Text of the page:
Hi Emily,

    I have just begun to read your blog. I am actually a graduate student in Conflict Management. I am currently researching the development of miscarriage follow-up services in the Atlanta area because as your search for support confirms, there is nothing. Grrr… This is a topic of interest to me because at 26, having many friends and family members having gone through the same thing, I wanted to learn more. Also, all the women in my family: my mother and her 7 sisters have all had their first pregnancy be a miscarriage. Of course, leads me to wonder if that will occur with me. I look forward to reading your blog further, and I would love to chat with you sometime regarding your experience with the medical staff and finding support. Thank you.

  4. Monna Payne Monna Payne Says:

    Hi Emily,

    I just experienced a miscarriage last week – that resulted in massive hemorrhage, blood transfusions and an emergency D&C. I felt so grateful to be alive when I was released. After being home a few days I wrote the story here http://organicmamacafe.blogspot.com/2011/02/miscarriage-and-unexpected-turn-of.html?showComment=1298618193044#c7657306643578979152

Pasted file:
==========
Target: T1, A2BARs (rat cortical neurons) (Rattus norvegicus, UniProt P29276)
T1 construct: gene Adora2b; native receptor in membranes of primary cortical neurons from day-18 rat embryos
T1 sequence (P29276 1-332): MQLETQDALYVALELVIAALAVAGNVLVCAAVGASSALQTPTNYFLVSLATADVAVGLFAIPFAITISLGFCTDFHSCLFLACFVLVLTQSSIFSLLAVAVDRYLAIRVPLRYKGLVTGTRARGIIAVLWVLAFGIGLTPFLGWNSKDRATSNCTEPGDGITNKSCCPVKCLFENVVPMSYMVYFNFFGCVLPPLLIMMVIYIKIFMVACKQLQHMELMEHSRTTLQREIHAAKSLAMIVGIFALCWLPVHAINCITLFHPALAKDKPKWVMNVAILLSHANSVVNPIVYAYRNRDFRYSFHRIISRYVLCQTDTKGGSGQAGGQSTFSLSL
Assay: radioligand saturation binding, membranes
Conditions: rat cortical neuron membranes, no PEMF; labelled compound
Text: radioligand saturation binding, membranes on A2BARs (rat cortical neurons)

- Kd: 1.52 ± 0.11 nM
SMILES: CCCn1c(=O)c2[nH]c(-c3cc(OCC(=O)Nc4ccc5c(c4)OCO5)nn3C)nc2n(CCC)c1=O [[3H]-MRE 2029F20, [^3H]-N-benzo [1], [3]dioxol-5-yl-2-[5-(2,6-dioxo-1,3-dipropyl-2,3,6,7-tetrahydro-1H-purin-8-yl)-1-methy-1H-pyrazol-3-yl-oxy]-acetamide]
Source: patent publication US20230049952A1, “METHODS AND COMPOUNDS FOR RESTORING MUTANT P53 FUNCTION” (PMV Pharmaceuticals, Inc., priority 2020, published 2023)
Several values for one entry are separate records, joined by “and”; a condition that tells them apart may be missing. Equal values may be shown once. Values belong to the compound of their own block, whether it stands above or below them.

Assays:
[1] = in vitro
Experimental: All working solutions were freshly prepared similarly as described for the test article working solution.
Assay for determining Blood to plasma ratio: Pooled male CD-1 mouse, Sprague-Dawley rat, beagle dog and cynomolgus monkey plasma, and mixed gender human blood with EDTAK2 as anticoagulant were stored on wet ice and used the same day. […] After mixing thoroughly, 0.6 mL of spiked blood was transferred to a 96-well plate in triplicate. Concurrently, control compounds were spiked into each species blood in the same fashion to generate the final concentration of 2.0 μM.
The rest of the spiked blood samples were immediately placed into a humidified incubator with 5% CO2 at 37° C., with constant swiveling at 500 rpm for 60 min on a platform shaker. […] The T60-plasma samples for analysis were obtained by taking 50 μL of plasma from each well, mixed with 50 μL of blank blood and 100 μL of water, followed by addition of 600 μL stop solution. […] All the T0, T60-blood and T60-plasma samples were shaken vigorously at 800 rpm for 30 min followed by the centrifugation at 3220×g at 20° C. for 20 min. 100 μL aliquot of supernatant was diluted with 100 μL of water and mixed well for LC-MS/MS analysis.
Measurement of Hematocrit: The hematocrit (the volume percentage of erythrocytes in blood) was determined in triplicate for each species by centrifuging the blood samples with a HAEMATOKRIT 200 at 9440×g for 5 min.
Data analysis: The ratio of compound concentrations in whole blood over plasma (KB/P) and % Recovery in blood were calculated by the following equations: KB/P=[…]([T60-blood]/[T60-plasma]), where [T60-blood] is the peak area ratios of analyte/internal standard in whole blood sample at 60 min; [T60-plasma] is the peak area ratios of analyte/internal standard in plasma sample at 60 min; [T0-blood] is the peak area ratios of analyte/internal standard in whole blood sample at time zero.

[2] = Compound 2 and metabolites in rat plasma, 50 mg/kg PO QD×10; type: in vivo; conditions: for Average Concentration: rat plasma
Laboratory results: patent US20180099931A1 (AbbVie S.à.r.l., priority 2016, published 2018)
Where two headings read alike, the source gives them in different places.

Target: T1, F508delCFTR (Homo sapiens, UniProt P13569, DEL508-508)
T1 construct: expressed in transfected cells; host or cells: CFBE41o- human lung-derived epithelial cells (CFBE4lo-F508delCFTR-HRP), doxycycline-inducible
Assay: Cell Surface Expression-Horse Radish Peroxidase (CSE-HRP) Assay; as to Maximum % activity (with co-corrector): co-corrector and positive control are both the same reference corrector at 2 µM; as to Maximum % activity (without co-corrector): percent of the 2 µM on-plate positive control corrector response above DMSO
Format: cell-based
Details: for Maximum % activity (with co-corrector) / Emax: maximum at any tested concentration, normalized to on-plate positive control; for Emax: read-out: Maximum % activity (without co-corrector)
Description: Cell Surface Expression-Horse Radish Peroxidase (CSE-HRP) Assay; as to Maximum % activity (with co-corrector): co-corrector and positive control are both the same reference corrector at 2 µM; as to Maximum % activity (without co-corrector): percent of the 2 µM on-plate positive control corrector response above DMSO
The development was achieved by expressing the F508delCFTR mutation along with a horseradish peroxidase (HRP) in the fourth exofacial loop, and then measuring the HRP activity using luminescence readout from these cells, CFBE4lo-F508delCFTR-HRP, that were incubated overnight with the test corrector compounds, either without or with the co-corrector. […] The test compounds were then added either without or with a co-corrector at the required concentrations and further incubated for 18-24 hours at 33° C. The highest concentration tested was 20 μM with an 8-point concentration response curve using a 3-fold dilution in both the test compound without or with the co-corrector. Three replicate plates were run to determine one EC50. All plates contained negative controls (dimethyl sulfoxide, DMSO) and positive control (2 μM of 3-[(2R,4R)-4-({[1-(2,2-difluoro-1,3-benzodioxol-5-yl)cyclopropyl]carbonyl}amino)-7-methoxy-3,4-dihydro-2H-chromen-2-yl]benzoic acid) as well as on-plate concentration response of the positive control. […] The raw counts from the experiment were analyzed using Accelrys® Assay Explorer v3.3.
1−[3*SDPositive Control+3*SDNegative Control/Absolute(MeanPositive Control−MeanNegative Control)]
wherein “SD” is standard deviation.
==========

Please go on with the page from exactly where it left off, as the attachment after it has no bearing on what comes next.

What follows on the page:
to keep it from playing over and over in my head. It gave me nightmares and kept me up at night. Writing seemed to help with that I am amazed by the lack of support for miscarriage recovery. Everyone keeps telling me it’s a silent pain and I’m starting to understand why. Thank for for not staying silent. This is so encouraging. God Bless.

  5. admin admin Says:

    Monna, I just read your story. What an amazing story and what how beautifully written. I’m so sorry for your loss and your extra trauma from an already heartbreaking event. So glad that you’re ok now and that you can focus your attention on your little ones. There are miscarriage support groups out there (try yahoo groups) but mostly you will likely find many other women who have been in your shoes (though without the extra stress you had) and their stories can help you heal too. I know it helped me when I had a miscarriage several years ago.
    Wishing you lots of love, support and happiness in the days to come.
    -Leila from Pea in the Podcast